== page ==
I came across a song from a recent off-Broadway musical that really got to me – the lyric that struck me was “I’d rather be nine people’s favorite thing than a hundred people’s ninth favorite thing.” Stop and think about that for a minute. Which would you rather be?
Think for a minute about special people who really inspire you. What do you think their answer might be? Do you think they are overwhelmed by worry about whether everyone loves their special idea, approach, concept or message? I tend to think that many of the greatest advancements in our world came from people who took risks and tried something new. Here a few of my favorite examples:
Branch Rickey – Major League Baseball had been segregated for nearly all of its history until the mid-1940’s when Branch Rickey, the General Manager of the Brooklyn Dodgers, decided in 1946 to buck tradition (and overwhelming opposition, even from the top leadership of Major League Baseball) and sign Jackie Robinson to a contract to be the first African-American player in the modern game. Mr. Rickey was a smart businessman and knew that Jackie Robinson and other African-American players could be great contributors to the Dodgers’ success, but he was also a highly principled man who knew that this injustice was something that needed to be overcome in our society. The resistance was huge, but it is clear to me that this decision was made with full knowledge that a large majority did not agree at the time with this direction for Baseball or for American society.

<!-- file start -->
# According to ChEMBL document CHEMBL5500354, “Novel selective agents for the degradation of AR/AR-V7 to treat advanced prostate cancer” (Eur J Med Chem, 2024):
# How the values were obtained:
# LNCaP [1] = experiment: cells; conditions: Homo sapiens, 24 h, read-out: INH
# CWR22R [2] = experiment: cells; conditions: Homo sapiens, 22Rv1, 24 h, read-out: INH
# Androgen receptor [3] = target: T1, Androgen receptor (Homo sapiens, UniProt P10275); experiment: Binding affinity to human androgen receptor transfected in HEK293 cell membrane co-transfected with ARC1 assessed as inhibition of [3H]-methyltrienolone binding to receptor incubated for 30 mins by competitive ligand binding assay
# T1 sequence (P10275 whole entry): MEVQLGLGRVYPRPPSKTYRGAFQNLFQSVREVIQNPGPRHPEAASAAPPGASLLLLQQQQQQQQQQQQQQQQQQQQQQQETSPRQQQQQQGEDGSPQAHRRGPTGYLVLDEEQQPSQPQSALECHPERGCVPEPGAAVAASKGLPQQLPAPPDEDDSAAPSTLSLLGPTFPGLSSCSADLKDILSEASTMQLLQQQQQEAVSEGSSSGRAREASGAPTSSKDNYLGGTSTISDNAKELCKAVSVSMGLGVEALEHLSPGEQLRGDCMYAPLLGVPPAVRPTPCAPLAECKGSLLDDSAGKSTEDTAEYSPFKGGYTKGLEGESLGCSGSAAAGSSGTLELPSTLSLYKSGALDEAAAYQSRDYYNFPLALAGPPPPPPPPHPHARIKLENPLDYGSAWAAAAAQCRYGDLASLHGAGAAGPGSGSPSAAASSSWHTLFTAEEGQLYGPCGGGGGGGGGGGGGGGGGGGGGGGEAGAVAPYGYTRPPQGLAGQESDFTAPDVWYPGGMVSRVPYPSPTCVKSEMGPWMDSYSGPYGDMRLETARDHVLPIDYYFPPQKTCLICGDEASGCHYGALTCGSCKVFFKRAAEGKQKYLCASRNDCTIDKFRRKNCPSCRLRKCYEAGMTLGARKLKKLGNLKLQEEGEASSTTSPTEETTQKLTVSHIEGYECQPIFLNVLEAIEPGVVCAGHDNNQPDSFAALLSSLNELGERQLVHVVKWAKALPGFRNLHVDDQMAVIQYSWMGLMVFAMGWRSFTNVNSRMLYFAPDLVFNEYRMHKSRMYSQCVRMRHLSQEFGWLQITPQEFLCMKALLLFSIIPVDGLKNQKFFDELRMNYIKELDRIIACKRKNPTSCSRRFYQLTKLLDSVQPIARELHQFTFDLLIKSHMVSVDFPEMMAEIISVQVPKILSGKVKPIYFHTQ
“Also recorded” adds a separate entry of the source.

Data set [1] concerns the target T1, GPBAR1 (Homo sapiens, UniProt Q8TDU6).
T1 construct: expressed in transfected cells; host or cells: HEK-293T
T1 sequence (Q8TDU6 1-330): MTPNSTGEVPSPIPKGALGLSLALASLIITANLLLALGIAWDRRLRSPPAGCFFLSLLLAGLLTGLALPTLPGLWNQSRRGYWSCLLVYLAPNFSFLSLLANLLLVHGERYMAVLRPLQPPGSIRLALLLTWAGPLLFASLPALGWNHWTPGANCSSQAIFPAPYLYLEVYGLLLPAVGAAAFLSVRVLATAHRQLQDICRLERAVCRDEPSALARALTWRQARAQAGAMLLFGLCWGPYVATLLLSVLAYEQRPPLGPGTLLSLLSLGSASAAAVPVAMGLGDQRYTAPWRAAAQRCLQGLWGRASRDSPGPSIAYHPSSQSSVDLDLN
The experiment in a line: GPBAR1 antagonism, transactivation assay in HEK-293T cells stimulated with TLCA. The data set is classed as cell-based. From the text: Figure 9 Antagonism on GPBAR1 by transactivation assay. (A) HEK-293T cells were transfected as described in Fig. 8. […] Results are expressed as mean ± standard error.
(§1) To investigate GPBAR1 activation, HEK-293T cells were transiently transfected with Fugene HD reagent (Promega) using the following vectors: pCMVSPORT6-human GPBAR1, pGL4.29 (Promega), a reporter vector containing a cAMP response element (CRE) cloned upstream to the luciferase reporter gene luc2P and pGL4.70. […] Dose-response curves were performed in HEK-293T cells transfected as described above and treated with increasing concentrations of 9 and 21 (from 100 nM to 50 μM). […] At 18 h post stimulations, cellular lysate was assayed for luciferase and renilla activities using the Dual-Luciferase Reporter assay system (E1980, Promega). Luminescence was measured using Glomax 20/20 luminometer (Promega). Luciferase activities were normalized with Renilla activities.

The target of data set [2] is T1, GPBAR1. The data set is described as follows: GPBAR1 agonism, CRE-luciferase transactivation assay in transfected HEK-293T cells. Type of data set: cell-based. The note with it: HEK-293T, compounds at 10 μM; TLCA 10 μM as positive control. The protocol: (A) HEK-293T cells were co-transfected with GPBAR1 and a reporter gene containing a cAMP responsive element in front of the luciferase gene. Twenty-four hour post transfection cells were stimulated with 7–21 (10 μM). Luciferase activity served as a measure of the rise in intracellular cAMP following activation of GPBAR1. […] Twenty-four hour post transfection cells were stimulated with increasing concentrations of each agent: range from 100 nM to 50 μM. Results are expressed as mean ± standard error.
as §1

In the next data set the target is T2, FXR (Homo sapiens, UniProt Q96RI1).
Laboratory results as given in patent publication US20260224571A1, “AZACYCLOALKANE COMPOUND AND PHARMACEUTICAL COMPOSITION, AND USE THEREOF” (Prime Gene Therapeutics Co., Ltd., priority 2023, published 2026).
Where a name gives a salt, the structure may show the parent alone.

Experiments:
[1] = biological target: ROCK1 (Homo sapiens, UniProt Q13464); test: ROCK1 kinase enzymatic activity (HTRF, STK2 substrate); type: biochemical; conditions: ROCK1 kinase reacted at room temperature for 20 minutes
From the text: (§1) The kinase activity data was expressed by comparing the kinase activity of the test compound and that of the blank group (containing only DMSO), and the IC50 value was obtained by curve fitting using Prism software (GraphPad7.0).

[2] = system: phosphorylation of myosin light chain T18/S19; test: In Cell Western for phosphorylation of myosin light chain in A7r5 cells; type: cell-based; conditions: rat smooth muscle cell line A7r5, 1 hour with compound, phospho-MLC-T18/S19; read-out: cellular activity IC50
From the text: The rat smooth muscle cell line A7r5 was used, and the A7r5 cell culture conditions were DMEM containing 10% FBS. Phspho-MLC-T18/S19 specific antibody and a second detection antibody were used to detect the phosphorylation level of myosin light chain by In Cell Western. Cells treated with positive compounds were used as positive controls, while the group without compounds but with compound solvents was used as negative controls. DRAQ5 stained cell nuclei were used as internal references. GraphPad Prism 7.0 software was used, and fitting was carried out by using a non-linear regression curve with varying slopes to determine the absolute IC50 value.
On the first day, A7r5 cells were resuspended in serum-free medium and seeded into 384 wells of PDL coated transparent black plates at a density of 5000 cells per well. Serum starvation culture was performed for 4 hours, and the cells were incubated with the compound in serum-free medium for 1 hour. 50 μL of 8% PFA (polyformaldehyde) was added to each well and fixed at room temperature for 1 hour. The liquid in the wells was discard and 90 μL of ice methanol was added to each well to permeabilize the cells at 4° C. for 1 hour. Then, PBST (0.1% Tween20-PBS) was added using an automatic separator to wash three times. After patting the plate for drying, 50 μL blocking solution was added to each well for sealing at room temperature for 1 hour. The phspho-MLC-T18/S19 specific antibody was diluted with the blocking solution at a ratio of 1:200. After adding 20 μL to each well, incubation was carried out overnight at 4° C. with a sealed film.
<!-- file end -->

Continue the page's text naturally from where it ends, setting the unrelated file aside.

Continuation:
Rent – This 1996 musical by Jonathan Larson took seven years to finally be produced, as it was a total diversion from the traditions of theater on Broadway. It “crossed the line” in so many ways – between pop/rock music and “theater music,” through its candid portrayal of the realities of the AIDS epidemic, and also by speaking to the challenges being faced by young people as they attempt to establish themselves as productive professionals in an often unwelcoming world. The impact of this show is unmistakable and its success in engaging young people in the entire medium of theater has enabled a huge creative resurgence in this form of art. Although he didn’t get to see it, due to Larson’s amazingly tragic and ironic death the night before the show’s opening, I believe he always knew this way of challenging the status quo was the right thing to do.
Apple – For nearly forty years, Apple has continually challenged the way things have always been done. Apple has become ubiquitous in our society as a statement about being different, so it really doesn’t need to be explained here. This movement definitely started based on a desire to be “nine people’s favorite thing.” I guess a few more people jumped on the bandwagon over the years!
Needless to say, there are surely a lot of important and impactful things in our world that are really just “normal” and maybe didn’t face so much resistance…and yes, we need those things too.
However, the choice to stand for something special – the willingness to be set apart from the crowd and know not everyone will “get you” – that is a passion that seems worthwhile, regardless of the size of the tribe that it inspires.
Here’s to the next big idea!
I’d love to hear your favorite examples like the ones above.
Thanks for sharing time with me; as always, I welcome your feedback. Please feel free to pass this message along to others who may find value.
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